But it’s not all hearts and flowers. The Conservative Party’s austerity measures hit women hardest. Some have queried, “can feminists be right-wing?”, suggesting right-wing austerity-peddlers such as May “do not care about women who have zero hour contracts or are on benefits, about mums who can’t afford child care, or about the many being crushed by laws and circumstance at the bottom of society.” And despite May’s campaigning for Women2Win, women only make up 20% of Conservative MPs, compared to 44% of Labour’s MPs, prompting some to ask how much power a woman can wield within a right-wing worldview.

  • LGBTQ+

Although she supported same-sex marriage, May was criticised for voting against greater adoption rights for homosexuals in 2002 (though later claimed to have changed her mind), and later caused more outcry in the LGBTQ+ community when the Home Office sought to deport Aderonke Apata to her home country of Nigeria, where she could be executed under anti-gay legislation, claiming that her previous long hair and her children didn’t “prove” her homosexuality.


Aderonke Apata


One of the most controversial and quoted of May’s strikes against feminism came in 2010, when she scrapped the “go orders” scheme planned by the previous Labour government to protect women from domestic violence by prohibiting abusers from entering the victim’s home. This was swiftly followed by another strike, in which she closed the “ContactPoint” database, a list of details of every child in the country, allowing authorities to track the adults they came into contact with in the case of abuse.

Many are worried now about May’s, in the wake of Brexit, to withdraw Britain from the European Convention on Human Rights, which does a lot to uphold women’s employment and maternity rights. She has previously voiced a desire to have abortion laws changed in the UK, reducing the limit to 20 rather than 24 weeks.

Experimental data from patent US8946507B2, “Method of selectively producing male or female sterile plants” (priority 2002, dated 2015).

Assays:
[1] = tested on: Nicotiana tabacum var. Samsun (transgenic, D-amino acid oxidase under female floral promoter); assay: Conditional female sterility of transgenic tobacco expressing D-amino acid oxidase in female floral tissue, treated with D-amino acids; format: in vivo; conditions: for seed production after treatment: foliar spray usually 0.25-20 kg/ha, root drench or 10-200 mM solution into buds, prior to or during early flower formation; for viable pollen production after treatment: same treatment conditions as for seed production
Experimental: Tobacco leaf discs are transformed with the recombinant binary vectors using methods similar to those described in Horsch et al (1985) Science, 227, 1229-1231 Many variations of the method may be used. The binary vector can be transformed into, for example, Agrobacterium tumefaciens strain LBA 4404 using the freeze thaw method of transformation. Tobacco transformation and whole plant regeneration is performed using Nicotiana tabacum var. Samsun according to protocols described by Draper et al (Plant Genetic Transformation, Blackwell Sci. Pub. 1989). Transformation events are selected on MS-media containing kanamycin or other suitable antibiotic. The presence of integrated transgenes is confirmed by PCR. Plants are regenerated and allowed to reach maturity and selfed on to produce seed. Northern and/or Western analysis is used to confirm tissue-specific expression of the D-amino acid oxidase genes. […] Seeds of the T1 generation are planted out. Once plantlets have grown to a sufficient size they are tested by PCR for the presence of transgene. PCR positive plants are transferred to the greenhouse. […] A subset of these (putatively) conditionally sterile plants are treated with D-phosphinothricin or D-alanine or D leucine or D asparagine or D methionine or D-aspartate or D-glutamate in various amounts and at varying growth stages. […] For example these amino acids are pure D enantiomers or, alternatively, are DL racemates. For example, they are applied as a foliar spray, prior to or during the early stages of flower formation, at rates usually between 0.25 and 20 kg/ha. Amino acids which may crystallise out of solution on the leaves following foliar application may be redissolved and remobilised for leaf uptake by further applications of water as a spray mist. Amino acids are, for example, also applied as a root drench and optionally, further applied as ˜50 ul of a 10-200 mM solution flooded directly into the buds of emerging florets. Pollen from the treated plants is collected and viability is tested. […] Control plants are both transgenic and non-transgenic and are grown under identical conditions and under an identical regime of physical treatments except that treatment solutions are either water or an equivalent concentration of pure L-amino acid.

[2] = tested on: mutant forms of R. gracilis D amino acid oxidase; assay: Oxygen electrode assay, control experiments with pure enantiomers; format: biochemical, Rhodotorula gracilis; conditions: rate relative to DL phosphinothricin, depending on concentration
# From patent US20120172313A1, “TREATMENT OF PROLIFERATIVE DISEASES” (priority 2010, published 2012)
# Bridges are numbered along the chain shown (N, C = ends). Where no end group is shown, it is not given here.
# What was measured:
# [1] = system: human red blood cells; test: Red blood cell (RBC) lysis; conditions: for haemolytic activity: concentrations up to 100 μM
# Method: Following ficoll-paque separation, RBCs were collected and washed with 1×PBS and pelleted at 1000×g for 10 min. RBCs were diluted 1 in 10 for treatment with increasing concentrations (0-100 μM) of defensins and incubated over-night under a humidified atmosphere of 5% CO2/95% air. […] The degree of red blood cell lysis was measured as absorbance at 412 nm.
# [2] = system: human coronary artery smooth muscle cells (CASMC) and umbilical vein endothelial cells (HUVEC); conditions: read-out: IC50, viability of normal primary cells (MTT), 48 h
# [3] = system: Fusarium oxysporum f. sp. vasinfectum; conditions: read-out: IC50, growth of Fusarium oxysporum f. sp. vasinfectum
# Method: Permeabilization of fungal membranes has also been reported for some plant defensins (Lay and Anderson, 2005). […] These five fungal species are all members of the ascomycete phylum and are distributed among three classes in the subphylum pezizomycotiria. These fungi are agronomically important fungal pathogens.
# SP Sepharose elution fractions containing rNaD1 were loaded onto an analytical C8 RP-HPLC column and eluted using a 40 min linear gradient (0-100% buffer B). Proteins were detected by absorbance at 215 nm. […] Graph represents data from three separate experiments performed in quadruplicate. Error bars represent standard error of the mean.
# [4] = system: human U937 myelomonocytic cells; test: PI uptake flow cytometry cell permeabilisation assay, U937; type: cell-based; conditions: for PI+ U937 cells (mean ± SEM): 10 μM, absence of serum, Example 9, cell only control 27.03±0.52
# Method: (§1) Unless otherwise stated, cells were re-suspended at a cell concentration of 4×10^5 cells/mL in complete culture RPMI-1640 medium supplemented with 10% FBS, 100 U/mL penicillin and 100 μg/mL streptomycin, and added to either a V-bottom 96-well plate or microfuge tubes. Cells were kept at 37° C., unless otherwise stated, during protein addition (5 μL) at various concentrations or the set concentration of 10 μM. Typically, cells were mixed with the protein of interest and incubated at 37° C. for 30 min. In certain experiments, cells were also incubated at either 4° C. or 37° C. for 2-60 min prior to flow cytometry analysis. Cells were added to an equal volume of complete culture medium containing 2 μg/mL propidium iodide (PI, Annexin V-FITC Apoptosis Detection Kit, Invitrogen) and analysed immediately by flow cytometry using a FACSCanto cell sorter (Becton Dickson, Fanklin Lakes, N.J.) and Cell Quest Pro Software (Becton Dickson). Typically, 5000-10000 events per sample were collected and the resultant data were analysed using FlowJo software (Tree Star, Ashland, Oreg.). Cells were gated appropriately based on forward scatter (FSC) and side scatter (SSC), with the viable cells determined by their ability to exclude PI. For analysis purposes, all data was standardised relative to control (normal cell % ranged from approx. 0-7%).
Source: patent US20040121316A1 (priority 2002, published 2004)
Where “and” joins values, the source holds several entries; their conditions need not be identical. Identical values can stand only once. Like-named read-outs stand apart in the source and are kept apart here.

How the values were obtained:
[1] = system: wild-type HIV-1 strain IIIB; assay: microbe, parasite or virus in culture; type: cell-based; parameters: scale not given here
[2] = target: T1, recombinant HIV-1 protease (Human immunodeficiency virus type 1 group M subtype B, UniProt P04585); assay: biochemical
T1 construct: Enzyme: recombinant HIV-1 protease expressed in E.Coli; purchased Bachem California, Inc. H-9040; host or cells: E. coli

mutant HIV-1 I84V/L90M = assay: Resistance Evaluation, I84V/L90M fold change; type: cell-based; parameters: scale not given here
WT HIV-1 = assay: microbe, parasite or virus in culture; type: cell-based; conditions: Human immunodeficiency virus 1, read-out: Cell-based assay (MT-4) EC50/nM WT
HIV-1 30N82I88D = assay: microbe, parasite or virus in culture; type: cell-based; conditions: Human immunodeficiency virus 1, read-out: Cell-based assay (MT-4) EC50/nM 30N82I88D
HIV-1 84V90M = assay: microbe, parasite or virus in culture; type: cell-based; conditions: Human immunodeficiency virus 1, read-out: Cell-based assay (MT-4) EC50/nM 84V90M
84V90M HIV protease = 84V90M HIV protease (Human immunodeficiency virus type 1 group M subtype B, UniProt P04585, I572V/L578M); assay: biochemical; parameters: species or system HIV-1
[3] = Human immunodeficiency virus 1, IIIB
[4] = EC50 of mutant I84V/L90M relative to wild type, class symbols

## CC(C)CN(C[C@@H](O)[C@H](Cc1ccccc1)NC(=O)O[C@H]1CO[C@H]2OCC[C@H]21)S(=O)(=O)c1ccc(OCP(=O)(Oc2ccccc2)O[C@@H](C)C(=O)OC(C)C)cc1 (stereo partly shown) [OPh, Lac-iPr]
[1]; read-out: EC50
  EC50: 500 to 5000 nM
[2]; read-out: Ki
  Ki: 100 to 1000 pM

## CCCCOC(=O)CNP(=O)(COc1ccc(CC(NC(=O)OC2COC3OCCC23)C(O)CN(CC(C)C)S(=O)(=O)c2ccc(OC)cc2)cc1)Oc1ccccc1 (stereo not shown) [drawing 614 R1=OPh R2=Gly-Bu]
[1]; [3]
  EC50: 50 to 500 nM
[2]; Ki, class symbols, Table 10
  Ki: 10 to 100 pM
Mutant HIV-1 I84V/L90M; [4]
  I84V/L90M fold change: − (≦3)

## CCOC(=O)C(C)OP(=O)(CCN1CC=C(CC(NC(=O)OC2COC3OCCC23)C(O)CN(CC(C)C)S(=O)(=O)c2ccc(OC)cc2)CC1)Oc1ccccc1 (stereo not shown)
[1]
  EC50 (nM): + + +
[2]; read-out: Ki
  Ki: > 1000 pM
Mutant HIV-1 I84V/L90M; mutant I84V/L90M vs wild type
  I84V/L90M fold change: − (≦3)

On May’s watch, vulnerable refugee women, fleeing sexual violence, have been deported.  One of May’s most polemical moments in politics came from inaction. Her failure to close Yarl’s Wood Immigration Removal Centre in Bedfordshire last year, following reports and even a Channel 4 documentary that suggested self-harm, racial and sexual abuse were rife amongst guards and inmates, led to a barrage of criticism from fellow politicians. In general, her sense of helping other women seems to stop at a certain point: as her track record shows, migrants do not receive her sympathy.


Demonstrators protesting Yarl’s Wood


It is not in my future to believe that the future is bleak. Not all is bleak for women in this new, alien, post-EU era, but it’s certainly not all rosy either; the gender of our new PM doesn’t allay my fears as much as I’d hoped it would.. Whilst May has undeniably done and will undoubtedly continue to work at getting a certain demographic clearer rights and visibility, it is worrying that her feminism seems to be blinkered. Once again, I turn to my favourite definition:



If Mrs May is to convince us of her feminist salt, she will act for all women, “regardless of race, ethnicity, socioeconomic class, religion, ability, and sexual orientation”, and not just those who it is convenient to help.

Until next month,

~ Sophie